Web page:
"Sports tests your morals and tests your character a lot of times," he said. "Sometimes it is tough to balance all that in the heat of the moment. ... You sometimes make decisions that you’re not proud of later on, but you learn lessons every time.

"I’ve made mistakes and made dumb decisions inside race cars that I regret. But I’ve learned from every one of them, and I feel like I know where my line is now."

Joey Logano on the messages NASCAR has sent

Joey Logano says NASCAR has sent messages the past couple of weeks about where the line is as far as drivers' conduct.

The line can vary with the driver and the team regarding how far they would go to help a teammate or to show their displeasure with the way they have been raced.

"It hasn’t changed anything in the way I think and the way I do things because in my opinion, both of those moves were extremely, extremely dumb," Trackhouse driver Daniel Suarez said. "Both of them, I was going to be extremely surprised if there were not penalties.

"Before even those situations happened, I would never do something like that. Not that clear. You have to be smarter. I don’t know what those guys were thinking."

Suarez said he was glad NASCAR "put everyone in their places because it was too much." However, that doesn’t mean he won’t give his teammate, Ross Chastain, some extra room as Chastain tries to advance to the championship round.

"I’m going to race Ross not super hard," Suarez acknowledged. "He’s my teammate, and I know what is ahead of him. ... I would never give up a win to help him. But my level of aggression to my teammate right now is going to be a little bit lower.

"But I’m never going to brake to give up a position. I know the consequences of that. That’s not professional. The same thing — wrecking somebody the way it happened [at Vegas] — is not smart."

Chase Briscoe on penalties for retaliation

Chase Briscoe believes that NASCAR's penalties on retaliation need to be severe.

The drivers were relatively united in their view of Wallace’s actions.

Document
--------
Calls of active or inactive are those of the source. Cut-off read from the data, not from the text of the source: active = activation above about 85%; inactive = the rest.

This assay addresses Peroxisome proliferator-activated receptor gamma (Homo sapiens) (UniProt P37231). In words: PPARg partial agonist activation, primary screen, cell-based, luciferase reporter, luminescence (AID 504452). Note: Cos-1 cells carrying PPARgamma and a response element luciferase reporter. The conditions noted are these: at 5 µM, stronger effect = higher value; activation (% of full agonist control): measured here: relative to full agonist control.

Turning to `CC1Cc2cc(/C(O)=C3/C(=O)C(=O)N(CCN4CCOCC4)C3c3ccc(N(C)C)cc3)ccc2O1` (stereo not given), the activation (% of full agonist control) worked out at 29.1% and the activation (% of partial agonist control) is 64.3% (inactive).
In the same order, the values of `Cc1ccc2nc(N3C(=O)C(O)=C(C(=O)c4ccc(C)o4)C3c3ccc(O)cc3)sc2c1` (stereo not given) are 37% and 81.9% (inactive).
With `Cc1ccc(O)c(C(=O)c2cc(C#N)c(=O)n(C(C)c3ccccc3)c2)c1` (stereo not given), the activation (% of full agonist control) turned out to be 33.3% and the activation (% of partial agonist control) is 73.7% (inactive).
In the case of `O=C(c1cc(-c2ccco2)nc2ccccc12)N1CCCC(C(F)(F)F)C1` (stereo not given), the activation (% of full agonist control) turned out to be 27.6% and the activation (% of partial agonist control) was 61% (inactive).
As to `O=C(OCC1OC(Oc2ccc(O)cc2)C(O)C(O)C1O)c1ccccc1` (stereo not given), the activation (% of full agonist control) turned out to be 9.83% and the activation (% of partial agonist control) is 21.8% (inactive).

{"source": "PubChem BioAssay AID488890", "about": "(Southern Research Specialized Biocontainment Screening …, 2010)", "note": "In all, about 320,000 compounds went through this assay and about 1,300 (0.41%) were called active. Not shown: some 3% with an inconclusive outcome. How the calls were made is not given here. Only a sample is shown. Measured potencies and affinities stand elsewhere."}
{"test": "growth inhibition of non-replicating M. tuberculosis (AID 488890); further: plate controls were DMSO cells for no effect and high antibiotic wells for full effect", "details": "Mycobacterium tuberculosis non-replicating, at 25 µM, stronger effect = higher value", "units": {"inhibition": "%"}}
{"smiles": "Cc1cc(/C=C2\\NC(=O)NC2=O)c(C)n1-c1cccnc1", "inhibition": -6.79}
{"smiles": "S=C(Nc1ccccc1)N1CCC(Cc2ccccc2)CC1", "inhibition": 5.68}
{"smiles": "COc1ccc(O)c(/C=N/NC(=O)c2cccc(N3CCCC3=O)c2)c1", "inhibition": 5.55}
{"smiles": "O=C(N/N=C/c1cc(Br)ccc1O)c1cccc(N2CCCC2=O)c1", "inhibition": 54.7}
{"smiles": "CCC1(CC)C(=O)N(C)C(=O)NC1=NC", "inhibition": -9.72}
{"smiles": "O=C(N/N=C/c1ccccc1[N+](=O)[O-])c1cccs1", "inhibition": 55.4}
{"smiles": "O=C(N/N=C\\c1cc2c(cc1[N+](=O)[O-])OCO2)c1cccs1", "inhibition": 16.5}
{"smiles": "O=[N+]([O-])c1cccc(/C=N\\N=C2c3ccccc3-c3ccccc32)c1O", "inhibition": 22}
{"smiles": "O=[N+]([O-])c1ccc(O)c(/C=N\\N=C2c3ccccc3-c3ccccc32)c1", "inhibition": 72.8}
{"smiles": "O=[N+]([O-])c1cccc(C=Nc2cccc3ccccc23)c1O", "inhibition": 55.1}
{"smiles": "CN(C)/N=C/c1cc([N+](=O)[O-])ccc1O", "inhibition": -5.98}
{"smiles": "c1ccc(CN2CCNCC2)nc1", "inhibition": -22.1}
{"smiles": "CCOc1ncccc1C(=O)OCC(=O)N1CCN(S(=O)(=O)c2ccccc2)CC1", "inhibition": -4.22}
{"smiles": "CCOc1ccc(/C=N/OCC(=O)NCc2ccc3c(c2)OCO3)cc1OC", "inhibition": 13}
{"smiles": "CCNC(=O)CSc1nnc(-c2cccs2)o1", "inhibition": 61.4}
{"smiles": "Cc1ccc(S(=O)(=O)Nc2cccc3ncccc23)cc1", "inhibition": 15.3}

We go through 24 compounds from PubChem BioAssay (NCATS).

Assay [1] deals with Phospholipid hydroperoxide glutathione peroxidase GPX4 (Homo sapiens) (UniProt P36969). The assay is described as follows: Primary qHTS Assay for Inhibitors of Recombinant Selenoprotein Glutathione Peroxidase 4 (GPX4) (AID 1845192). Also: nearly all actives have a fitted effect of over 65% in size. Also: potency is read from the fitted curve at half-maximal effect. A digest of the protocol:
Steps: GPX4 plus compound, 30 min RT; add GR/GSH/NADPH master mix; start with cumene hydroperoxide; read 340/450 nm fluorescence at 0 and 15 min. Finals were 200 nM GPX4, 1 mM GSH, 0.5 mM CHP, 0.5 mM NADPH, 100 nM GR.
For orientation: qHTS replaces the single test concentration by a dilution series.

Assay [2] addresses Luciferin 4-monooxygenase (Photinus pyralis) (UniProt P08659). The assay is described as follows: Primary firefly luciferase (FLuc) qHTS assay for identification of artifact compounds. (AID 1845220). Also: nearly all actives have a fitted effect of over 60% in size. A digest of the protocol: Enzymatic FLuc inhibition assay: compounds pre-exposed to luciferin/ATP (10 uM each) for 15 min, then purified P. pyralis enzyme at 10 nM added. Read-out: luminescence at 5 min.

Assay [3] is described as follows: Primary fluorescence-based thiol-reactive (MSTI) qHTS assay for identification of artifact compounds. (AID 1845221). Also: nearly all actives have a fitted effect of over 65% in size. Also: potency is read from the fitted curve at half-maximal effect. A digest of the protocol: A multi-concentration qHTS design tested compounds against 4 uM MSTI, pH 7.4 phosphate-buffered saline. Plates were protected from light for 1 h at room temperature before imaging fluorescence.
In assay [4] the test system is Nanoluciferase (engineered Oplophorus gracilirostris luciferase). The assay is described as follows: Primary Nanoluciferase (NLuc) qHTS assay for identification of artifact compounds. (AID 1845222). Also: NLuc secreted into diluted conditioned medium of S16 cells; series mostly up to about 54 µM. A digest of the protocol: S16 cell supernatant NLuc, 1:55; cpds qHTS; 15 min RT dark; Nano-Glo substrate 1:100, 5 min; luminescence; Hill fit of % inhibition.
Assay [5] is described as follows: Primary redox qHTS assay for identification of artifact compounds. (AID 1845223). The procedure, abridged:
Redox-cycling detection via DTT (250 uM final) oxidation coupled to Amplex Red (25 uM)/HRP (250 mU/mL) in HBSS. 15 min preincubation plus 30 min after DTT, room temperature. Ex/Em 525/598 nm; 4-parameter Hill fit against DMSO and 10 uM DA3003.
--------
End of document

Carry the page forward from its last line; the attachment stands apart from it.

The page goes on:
"Intentionally hooking people in the [right rear] should never be acceptable," Kevin Harvick tweeted after the Wallace penalty was announced. "Protect us from ourselves. I hope this is the beginning of the end of it happening."

Drivers obviously can stop that from happening themselves. They’re the ones with the steering wheels and the ones who control the brake pedals.

"You just hope that you're not in those situations," Larson said. "NASCAR’s had a rough go of it here lately ... and hopefully we can get the momentum shifted to NASCAR’s side a little bit."

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Thinking out loud

While the focus is on the playoffs this time of year, the team quietly showing signs of improvement for 2023 is Kaulig Racing.

AJ Allmendinger finished ninth a week ago at Las Vegas and then was third at Homestead, signaling that he could be a factor next season when he goes full-time Cup racing. Those weren’t fluke finishes for Allmendinger and the Kaulig team.

Everyone knows Allmendinger will be a threat on road courses. But for him to show this strength on the intermediate ovals is impressive.

His teammate, Justin Haley, saw a string of seven top-20 finishes snap at Homestead, but he is showing progress as well.

Social spotlight

Stat of the day

Brad Keselowski earned his first top-5 finish of the season with a fifth place at Homestead.

They said it

"Amazing race car." — Kyle Larson after his Homestead win

Bob Pockrass covers NASCAR for FOX Sports. He has spent decades covering motorsports, including the past 30 Daytona 500s, with stints at ESPN, Sporting News, NASCAR Scene magazine and The (Daytona Beach) News-Journal. Follow him on Twitter @bobpockrass, and sign up for the FOX Sports NASCAR Newsletter with Bob Pockrass.